That rejection of settlerism means different things in different places but to begin, there has to be an articulation of grievances from the organizers that speak to and work on behalf of the nation. Since different communities feel the sting of oppression in different ways organizers in responding to local conditions must developed an understanding of the immediate situation and how those issues unfold theoretically and materially into national liberation movements. Paulo Freire wrote in his classic Pedagogy of the Oppressed (1974), “The role of the revolutionary is to liberate and be liberated with the people – not win them over.” Before rallies, demonstrations, direct action, strikes or any action taken on behalf of the people there must be education about the relationship of the individual and community to the dominant structure of settler colonialism. This education reinforces and dramatizes in people’s mind the need for collective thought and action.
Indigenous people in the United States have a certain type of freedom. However, we are not a self-determined people. The Indigenous claim to the land is documented. The truth of the matter is that Indigenous acceptance of U.S. identity is the deathblow to irredentist feelings among Indigenous people’s today. If we are citizens of the United States then how can the land be stolen? How can it be returned to us?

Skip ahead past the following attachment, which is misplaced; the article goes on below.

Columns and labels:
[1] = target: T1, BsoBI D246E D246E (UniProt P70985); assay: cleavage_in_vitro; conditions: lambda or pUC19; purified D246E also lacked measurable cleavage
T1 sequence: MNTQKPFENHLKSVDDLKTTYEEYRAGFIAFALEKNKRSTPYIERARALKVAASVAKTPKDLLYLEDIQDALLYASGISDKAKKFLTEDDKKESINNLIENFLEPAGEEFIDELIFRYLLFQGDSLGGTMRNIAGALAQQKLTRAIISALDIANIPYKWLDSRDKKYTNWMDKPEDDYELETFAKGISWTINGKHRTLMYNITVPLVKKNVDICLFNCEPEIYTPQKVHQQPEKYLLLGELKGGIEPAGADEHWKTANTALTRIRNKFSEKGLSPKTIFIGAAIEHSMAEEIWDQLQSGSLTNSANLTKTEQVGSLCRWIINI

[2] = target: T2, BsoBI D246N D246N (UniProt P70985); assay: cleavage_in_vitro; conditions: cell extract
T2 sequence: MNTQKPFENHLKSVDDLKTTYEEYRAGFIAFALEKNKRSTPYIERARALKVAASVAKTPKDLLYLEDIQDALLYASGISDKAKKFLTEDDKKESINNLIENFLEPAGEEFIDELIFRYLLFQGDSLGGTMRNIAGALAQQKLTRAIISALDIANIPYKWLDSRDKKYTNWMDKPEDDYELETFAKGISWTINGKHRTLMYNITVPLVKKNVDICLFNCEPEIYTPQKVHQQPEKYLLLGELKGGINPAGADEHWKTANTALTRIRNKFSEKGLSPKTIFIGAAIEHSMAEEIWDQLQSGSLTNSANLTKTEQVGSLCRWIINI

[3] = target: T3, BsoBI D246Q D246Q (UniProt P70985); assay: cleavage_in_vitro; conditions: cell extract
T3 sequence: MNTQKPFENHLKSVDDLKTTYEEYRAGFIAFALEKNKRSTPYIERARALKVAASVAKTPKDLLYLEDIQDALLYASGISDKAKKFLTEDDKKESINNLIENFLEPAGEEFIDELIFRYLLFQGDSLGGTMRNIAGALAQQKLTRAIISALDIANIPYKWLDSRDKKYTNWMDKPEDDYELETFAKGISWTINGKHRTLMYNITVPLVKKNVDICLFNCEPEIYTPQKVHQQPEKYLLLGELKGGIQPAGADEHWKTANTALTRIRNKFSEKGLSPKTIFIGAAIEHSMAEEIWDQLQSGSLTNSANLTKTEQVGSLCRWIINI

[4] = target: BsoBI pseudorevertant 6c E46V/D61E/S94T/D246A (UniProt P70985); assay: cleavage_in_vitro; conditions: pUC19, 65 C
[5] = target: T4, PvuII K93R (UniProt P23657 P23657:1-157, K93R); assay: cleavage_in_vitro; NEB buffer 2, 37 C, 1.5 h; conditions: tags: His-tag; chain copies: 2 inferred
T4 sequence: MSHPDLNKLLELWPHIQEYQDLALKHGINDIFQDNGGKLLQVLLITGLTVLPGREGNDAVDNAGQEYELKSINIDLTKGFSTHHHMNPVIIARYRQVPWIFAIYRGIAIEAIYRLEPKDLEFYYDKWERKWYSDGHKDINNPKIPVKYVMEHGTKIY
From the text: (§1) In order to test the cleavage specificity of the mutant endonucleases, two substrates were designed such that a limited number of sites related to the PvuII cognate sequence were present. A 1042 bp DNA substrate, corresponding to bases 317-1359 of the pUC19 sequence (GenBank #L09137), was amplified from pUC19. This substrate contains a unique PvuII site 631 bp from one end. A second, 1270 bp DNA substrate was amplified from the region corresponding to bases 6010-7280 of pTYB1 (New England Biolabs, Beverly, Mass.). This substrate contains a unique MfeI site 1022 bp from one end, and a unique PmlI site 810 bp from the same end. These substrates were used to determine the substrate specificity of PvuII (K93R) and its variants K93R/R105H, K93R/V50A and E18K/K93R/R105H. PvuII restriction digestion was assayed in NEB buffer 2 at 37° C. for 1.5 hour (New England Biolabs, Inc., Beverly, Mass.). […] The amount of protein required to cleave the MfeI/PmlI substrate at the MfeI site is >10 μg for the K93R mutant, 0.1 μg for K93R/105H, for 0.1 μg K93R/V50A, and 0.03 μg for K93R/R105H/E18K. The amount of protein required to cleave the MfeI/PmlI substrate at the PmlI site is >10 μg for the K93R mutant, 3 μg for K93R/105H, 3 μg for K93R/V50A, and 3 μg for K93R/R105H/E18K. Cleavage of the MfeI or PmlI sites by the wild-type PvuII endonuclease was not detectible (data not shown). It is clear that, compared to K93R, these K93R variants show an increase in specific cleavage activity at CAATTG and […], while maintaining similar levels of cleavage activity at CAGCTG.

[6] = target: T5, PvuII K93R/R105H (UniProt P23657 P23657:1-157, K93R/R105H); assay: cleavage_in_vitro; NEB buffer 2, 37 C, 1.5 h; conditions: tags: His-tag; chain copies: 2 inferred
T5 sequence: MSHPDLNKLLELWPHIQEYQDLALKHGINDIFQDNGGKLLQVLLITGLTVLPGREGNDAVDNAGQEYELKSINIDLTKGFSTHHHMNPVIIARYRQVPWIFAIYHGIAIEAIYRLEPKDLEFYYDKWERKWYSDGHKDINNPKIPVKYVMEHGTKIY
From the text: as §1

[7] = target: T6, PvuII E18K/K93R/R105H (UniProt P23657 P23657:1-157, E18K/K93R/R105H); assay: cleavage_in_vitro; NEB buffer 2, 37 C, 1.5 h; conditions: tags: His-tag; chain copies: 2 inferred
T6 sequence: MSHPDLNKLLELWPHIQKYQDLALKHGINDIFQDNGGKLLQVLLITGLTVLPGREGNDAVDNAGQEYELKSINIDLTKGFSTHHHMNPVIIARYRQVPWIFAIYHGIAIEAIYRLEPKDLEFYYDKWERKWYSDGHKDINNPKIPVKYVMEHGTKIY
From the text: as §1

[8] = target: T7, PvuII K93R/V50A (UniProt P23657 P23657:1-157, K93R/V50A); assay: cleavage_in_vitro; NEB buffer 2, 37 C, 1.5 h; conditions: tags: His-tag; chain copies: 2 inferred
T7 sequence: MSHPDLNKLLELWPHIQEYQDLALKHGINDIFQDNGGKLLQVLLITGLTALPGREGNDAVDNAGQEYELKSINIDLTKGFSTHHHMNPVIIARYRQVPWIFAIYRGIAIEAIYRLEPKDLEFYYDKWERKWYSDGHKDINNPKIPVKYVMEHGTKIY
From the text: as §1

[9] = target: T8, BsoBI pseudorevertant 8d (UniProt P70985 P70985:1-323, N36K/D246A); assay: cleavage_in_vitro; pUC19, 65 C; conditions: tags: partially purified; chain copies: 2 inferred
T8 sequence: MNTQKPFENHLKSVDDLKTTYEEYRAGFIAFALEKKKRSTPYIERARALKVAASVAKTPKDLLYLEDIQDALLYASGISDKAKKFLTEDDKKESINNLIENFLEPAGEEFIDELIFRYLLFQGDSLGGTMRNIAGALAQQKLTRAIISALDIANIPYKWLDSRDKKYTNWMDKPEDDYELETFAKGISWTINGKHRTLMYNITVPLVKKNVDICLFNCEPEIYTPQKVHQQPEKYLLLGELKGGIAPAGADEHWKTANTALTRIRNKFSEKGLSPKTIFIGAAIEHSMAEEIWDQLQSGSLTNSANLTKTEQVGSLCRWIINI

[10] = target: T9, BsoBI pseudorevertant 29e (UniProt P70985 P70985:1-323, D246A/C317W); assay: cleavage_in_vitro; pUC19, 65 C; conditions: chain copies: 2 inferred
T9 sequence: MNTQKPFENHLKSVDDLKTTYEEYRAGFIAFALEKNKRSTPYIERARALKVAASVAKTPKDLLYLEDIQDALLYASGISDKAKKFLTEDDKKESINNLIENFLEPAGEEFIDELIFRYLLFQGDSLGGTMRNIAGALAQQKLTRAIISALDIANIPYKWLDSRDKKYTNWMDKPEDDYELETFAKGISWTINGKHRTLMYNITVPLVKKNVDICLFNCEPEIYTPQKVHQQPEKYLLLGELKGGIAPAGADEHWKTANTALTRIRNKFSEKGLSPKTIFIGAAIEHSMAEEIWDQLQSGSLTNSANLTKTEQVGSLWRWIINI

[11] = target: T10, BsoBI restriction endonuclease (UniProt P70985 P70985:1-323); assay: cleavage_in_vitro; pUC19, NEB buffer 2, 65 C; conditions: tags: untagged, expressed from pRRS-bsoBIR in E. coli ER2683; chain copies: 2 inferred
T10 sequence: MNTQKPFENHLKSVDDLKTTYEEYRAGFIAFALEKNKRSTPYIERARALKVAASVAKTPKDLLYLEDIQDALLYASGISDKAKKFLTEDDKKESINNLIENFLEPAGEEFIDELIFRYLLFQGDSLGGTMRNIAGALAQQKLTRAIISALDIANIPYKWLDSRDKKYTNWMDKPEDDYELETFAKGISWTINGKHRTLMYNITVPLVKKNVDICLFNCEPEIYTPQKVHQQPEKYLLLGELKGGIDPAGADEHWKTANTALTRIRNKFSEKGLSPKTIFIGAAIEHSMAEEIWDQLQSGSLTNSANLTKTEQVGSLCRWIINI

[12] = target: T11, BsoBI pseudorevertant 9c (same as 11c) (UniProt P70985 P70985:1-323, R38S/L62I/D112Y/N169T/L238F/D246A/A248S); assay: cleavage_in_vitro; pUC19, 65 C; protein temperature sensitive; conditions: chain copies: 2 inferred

Building power within communities is an intentional act. Pursuing justice from our oppressor is an intentional act. For the majority of Indigenous organizers that type of intentional work takes place outside of the university. Until we are able to build power based institutions, we will be locked into the activist/protest paradigm constantly playing out the role as squeaky wheel.
How are these dual power institutions created? How are they maintained? First, a belief must exist that it needs to be done. This does not need to be a widespread belief just one accepted among those unafraid to create power. These individuals begin an urban insurgency – not necessarily one with guns but an educational and organizing insurgency a “war of positions” where the dominant ideals are challenged on a daily basis. This type of low intensity organizing is a first step toward fashioning what Fanon termed a “new revolutionary culture.”
It is not that our community lacks organization; it lacks organization directed toward challenging settler colonialism in the Americas. Within the context of Xicano/Indigenous liberation, movement organizations that espouse national autonomy or national creation are viewed as thuggish, simple, or childlike. National liberation, the end of settler colonialism is considered by well meaning Indigenous liberals a flight of fancy, a pipe dream. How are we as academics and community organizers reaching out to that critical mass? Are we leaving the political education and direction of Indigenous communities in the hands of bitter settler thugs hardened by years of racism and abuse?